Keynesian Comparative Economics: The Iconoclastic Vision of Lynn Turgeon (1920-1999)
19 Pages Posted: 11 Sep 2006 Last revised: 19 Oct 2009
The authors of this article review the late E. Lynn Turgeon's contributions to economics, including his studies of the Soviet economy, use of qualitative and demographic analyses, his Keynesian critique of U.S. economic performance, and his critique of international financial markets. Turgeon's comparative approach led to unique insights about the challenges that confronted planned economies, including the differential impact of military spending on the demand-constrained economy of the United States and the supply-constrained economy of the Soviet Union. His study of the Soviet and planned economies also informed his analysis of the U.S. economy and international adjustment mechanisms. Turgeon argued for expansionary fiscal and neutral monetary policies, prudential restrictions on portfolio capital flows, and increased foreign direct investment and foreign assistance to shift the burdens of adjustment from deficit to surplus countries. Throughout his career, Turgeon measured economic policies by their effects on real people, including impacts on employment, the environment, living standards, and distributions of income and wealth.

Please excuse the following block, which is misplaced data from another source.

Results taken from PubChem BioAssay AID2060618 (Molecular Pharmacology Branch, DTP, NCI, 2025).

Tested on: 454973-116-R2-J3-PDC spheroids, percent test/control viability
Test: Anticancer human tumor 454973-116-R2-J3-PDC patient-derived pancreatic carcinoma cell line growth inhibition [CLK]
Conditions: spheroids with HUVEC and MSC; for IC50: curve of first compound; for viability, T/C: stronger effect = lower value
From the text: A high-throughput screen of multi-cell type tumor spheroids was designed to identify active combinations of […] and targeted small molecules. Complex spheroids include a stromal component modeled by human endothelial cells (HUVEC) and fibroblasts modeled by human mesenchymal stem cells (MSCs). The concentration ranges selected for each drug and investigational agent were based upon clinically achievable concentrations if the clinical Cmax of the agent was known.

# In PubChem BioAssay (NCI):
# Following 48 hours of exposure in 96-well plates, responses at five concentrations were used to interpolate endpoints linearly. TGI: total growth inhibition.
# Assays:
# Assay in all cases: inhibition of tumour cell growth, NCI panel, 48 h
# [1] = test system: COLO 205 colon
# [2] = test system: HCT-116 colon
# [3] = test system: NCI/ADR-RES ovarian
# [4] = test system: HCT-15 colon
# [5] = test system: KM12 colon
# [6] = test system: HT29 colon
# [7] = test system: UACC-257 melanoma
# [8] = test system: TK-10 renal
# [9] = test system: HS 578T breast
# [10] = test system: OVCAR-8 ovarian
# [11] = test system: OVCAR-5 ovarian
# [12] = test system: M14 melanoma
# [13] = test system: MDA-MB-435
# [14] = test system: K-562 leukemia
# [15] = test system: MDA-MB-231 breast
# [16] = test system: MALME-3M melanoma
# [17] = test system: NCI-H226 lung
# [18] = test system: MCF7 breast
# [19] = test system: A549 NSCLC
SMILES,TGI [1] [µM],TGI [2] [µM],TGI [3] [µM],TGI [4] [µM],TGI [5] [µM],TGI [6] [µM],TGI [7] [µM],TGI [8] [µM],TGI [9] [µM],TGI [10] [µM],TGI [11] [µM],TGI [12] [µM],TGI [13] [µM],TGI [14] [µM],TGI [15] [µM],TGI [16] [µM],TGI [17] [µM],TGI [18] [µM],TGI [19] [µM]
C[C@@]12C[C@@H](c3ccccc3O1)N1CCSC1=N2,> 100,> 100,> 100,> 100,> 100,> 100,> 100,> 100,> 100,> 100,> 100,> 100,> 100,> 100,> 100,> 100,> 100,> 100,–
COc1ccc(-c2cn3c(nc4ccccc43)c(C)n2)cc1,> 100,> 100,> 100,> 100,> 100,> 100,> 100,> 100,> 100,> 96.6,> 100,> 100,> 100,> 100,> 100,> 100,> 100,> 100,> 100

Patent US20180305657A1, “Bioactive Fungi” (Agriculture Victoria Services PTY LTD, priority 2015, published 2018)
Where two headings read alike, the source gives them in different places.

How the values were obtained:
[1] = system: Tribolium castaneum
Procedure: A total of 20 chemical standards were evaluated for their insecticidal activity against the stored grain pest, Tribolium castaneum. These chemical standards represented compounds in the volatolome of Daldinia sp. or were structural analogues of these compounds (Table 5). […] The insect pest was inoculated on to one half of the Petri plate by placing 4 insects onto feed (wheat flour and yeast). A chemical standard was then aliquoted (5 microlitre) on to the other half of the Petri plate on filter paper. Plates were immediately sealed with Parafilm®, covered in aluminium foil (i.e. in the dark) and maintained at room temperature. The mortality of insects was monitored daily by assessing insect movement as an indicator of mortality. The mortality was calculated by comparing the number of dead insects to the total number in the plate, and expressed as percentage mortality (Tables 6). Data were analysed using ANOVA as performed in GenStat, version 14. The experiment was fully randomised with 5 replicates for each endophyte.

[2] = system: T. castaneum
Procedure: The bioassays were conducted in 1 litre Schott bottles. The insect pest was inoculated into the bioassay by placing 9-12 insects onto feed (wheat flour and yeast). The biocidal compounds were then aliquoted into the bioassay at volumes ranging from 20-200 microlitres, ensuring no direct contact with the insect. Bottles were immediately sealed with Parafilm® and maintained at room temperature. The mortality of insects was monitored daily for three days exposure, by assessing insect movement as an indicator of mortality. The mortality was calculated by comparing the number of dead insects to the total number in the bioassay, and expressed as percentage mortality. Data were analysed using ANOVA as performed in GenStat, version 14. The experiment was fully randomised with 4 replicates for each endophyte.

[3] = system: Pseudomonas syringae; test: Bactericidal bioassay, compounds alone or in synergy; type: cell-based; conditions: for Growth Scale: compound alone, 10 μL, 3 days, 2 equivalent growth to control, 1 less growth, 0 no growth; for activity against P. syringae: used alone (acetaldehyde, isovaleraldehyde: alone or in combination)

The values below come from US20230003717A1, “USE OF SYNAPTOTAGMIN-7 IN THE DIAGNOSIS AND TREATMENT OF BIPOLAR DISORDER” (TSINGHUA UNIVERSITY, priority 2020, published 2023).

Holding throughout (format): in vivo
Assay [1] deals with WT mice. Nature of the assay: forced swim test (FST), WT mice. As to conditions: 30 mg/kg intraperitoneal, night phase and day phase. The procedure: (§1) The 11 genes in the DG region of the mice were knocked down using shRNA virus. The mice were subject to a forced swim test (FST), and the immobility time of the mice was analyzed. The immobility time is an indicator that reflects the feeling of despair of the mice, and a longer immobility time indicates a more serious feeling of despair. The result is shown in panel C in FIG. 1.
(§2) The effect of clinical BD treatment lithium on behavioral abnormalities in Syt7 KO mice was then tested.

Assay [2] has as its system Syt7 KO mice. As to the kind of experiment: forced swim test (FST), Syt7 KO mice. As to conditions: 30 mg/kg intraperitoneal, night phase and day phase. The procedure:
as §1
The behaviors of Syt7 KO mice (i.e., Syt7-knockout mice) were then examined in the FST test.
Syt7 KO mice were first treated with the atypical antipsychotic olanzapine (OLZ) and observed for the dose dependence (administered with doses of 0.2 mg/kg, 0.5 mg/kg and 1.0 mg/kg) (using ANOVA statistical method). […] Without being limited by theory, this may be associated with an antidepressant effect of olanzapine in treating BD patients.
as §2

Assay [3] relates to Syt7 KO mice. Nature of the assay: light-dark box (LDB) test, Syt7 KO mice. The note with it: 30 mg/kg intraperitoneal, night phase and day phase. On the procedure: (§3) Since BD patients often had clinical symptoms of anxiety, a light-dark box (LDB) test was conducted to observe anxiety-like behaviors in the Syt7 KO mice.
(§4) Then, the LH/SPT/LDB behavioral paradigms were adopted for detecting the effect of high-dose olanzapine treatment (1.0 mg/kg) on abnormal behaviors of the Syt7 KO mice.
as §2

Keywords: Keynesian Economics, Comparative Economics, International Monetary Fund, Capitalist Development, World Bank
JEL Classification: B20, E12, E40, E50, E60, F30, N20, P10, E42, F32
Suggested Citation: Suggested Citation